Shirley Fiterman Art Center, Borough of Manhattan Community College, 81 Barclay Street, New York, 6-9 p.m.

WEDNESDAY, NOVEMBER 25

Peggy Guggenheim: Art Addict, 2015. Directed by Lisa Immordino Vreeland. (Image: Courtesy Submarine Entertainment)

Peggy Guggenheim: Art Addict, 2015. Directed by Lisa Immordino Vreeland. (Image: Courtesy Submarine Entertainment)

Screening: “Peggy Guggenheim: Art Addict” at IFC Center
A documentary of one of the most important art collectors of the 20th century, this compelling film tracks the life of Peggy Guggenheim from her childhood in New York to her death in Venice. The niece of businessman Solomon R. Guggenheim, who established the eponymous museum and foundation, she inherited $450,000 when her father died on the Titanic and turned that fortune into a lifestyle of art and romance—collecting the best work of the artists of her time and simultaneously taking many as her lovers. From the studios of Paris, to her avant-garde galleries in London and New York, to the founding of her palazzo museum in Venice, the film tells her story through taped interviews that had been lost for years, reports from people that knew and admired the heiress and a treasure trove of archival materials.
IFC Center, 323 Sixth Avenue, New York, various times, $14

THURSDAY, NOVEMBER 26

Sinclair's Dino, Macy's Thanksgiving Day Parade, 2015. (Image: Courtesy Macy's)

Sinclair’s “Dino,” Macy’s Thanksgiving Day Parade, 2015. (Image: Courtesy Macy’s)

Spectacle: “Macy’s Thanksgiving Day Parade” at Central Park West and Broadway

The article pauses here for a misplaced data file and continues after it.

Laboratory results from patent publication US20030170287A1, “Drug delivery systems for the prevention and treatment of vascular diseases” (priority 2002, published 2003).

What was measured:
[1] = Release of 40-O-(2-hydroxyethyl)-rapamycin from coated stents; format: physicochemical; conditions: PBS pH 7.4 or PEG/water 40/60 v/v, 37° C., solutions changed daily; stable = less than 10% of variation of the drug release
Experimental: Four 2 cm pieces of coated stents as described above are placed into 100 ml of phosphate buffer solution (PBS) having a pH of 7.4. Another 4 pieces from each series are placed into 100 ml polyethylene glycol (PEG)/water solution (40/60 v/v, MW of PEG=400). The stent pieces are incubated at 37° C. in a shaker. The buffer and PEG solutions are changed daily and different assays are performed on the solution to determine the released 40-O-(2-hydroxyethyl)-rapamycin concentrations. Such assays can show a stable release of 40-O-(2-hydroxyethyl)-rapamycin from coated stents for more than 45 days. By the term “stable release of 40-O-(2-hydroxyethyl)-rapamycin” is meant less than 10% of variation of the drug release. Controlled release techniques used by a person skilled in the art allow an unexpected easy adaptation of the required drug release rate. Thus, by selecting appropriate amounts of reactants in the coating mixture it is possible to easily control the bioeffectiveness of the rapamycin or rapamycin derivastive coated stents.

Although there won’t be any balloons by artists, as in years past (Keith Haring’s Figure with Heart in 2008, Takeshi Murakami’s Kaikai and Kiki characters in 2010, Jeff Koons’ silver Rabbit in 2010 and Kaws Companion figure in 2012), there will be enough cartoon characters to warm both kids’ and adults’ hearts. Take a place on the street or find a room with a bird’s eye view to catch Hello Kitty, Pillsbury Doughboy, SpongeBob Squarepants, and the return of Dino while being entertained by singers on colorful floats and bands marching down Broadway.
Macy’s Thanksgiving Day Parade,Central Park West and 77 Street to Broadway and 34 Street, New York, 9 a.m.-noon

Cleopatra, 1963. Directed by Joseph L. Mankiewicz. (Image: Courtesy 20th Century-Fox)

Cleopatra, 1963. Directed by Joseph L. Mankiewicz. (Image: Courtesy 20th Century-Fox)

Screening: “Cleopatra” at the Brooklyn Academy of Music
Part of BAMcinématek’s appropriately titled series “Turkeys for Thanksgiving,” Twentieth Century-Fox’s epic film Cleopatra, starring Elizabeth Taylor, Richard Burton and Rex Harrison, was one of the most controversial movies of its period. Directed by Joseph L. Mankiewicz and shot on 70 mm, the historical drama about Cleopatra’s love affairs with Caesar and Mark Anthony went way over budget—becoming the most expensive film ever made at the time. Although critics panned it, audiences loved it, thanks to command performances by Ms. Taylor and Mr. Burton, who scandalously became real life lovers during shooting. Cleopatra became the highest grossing film of 1963.
BAM Rose Cinemas, Peter Jay Sharp Building, 30 Lafayette Avenue, Brooklyn, various times, $14

7 Things to Do in New York’s Art World Before November 27